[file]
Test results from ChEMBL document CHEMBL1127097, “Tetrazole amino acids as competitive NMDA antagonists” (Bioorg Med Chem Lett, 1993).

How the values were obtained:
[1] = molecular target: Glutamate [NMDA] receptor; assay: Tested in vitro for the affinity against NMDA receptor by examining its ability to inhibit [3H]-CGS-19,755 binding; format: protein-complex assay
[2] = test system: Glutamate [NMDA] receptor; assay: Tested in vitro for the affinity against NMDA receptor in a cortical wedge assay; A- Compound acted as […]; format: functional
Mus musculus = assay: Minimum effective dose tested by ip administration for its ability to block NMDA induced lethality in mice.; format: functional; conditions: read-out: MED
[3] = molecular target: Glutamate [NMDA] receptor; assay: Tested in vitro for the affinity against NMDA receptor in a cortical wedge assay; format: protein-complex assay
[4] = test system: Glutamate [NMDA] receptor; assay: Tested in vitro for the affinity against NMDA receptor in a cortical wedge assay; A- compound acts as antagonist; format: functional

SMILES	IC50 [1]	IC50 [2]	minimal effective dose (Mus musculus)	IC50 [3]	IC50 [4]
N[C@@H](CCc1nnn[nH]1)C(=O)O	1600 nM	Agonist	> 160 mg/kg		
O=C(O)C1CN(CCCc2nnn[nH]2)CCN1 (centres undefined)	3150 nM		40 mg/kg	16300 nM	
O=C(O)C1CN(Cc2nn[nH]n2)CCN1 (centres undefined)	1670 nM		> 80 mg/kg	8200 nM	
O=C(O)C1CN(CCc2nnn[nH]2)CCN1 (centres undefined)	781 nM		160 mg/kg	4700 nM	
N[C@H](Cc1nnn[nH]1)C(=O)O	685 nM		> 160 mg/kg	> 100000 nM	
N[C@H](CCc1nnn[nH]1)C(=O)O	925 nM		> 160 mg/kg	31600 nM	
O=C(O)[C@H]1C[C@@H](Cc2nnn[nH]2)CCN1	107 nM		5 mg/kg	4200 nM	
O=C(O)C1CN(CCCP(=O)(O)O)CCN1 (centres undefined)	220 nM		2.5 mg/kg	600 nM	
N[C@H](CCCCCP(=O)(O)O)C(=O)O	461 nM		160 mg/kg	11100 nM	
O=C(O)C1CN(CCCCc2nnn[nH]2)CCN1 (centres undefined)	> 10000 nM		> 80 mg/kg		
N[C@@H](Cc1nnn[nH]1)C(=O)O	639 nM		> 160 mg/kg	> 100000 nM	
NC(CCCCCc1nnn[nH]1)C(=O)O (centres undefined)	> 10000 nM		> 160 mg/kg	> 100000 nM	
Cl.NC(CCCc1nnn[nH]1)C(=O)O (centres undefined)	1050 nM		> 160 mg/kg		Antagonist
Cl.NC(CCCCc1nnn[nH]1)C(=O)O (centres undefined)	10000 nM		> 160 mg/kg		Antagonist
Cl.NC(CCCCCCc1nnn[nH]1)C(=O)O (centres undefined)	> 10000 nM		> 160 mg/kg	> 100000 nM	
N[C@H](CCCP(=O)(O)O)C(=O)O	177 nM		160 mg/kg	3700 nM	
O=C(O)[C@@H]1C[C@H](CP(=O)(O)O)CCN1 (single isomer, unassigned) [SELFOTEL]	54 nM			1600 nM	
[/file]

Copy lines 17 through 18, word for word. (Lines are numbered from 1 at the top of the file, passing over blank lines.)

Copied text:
N[C@H](CCCCCP(=O)(O)O)C(=O)O	461 nM		160 mg/kg	11100 nM	
O=C(O)C1CN(CCCCc2nnn[nH]2)CCN1 (centres undefined)	> 10000 nM		> 80 mg/kg		